No, there’s nothing you can do about it. Not yet. So we recommend you follow this Columbia project to see what happens next.

In addition to serving as vice chair of the The Quiet Coalition, David Sykes chairs several professional organizations in acoustical science: The Acoustics Research Council, American National Standards Institute Committee S12, Workgroup 44, The Rothschild Foundation Task Force on Acoustics, and the FGI Acoustics Working Group—a partner of the American Hospital Association. He is the lead author of “Sound & Vibration 2.0 (2012, Springer-Verlag), a contributor to the National Academy of Engineering report “Technology for a Quieter America,” and to the US-GSA guidance “Sound Matters”, and co-founded the Laboratory for Advanced Research in Acoustics (LARA) at Rensselaer Polytechnic Institute. He recently retired from the board of directors of the American Tinnitus Association. A graduate of the University of California/Berkeley with graduate degrees from Cornell University, he is a frequent organizer of and speaker at professional conferences in the U.S., Europe, Asia, and the Middle East.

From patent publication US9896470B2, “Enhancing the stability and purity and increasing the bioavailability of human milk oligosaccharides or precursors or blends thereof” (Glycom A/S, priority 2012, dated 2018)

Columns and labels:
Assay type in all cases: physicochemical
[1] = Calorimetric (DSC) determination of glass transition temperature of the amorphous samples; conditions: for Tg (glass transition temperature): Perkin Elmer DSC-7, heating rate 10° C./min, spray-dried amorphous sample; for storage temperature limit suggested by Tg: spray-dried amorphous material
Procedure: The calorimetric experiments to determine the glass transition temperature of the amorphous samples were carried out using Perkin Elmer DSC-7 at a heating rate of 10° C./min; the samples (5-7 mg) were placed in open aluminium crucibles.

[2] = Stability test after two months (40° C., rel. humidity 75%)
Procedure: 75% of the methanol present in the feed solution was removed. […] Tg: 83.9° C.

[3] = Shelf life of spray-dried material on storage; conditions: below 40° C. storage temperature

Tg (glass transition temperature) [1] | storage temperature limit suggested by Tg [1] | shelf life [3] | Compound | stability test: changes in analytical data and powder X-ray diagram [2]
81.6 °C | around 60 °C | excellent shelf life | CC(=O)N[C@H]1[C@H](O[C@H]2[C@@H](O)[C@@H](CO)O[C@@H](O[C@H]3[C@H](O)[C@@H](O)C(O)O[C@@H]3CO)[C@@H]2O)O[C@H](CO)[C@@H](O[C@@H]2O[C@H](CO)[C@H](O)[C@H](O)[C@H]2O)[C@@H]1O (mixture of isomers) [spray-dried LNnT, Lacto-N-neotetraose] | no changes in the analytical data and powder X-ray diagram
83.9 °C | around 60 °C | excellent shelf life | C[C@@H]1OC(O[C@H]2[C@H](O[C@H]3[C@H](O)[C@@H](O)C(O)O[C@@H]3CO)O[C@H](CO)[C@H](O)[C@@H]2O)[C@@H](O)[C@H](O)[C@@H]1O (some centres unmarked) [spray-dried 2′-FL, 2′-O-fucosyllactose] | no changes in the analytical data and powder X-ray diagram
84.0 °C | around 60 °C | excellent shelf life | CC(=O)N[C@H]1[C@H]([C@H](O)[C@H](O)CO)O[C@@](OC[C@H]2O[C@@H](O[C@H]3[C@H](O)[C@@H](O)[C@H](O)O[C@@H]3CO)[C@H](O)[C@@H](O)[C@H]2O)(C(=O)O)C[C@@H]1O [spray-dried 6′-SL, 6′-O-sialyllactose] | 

Study urges efforts to prevent noise-induced hearing loss

This image is in the public domain

by Daniel Fink, MD, Chair, The Quiet Coalition